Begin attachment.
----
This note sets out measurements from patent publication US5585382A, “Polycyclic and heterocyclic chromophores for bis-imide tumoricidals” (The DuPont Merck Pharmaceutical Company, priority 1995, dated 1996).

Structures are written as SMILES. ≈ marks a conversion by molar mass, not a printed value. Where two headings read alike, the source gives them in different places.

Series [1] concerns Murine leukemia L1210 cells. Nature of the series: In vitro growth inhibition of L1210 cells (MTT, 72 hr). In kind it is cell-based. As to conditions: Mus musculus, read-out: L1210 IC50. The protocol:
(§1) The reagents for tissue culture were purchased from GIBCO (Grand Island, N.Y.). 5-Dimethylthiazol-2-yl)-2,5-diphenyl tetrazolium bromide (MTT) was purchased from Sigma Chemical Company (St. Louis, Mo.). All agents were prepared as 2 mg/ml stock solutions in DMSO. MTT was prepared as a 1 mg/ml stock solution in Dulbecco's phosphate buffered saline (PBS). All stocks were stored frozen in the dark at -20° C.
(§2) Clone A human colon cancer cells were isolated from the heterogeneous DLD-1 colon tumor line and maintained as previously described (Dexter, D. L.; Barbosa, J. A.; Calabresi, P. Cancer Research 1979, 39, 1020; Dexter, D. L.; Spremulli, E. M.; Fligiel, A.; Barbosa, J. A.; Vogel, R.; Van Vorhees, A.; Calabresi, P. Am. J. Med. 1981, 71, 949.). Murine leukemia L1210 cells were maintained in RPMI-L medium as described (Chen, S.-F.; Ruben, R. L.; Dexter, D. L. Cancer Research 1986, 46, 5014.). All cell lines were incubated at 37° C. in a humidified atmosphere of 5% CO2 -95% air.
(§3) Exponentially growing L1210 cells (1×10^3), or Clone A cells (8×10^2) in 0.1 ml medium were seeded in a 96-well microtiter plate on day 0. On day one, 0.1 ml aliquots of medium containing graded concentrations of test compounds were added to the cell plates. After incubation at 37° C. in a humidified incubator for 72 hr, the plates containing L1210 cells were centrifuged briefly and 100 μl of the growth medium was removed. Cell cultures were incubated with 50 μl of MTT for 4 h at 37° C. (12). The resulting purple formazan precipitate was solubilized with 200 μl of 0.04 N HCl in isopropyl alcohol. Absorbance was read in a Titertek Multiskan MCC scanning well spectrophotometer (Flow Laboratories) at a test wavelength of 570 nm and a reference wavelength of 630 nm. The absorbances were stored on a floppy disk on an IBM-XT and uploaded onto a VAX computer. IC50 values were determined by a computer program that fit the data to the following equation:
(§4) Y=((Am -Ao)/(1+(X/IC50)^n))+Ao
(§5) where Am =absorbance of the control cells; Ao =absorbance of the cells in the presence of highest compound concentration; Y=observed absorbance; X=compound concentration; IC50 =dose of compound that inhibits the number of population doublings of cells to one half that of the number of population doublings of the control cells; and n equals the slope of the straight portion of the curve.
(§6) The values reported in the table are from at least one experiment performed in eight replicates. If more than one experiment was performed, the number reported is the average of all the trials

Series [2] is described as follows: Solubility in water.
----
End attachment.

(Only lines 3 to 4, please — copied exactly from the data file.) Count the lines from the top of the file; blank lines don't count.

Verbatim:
Series [1] concerns Murine leukemia L1210 cells. Nature of the series: In vitro growth inhibition of L1210 cells (MTT, 72 hr). In kind it is cell-based. As to conditions: Mus musculus, read-out: L1210 IC50. The protocol:
(§1) The reagents for tissue culture were purchased from GIBCO (Grand Island, N.Y.). 5-Dimethylthiazol-2-yl)-2,5-diphenyl tetrazolium bromide (MTT) was purchased from Sigma Chemical Company (St. Louis, Mo.). All agents were prepared as 2 mg/ml stock solutions in DMSO. MTT was prepared as a 1 mg/ml stock solution in Dulbecco's phosphate buffered saline (PBS). All stocks were stored frozen in the dark at -20° C.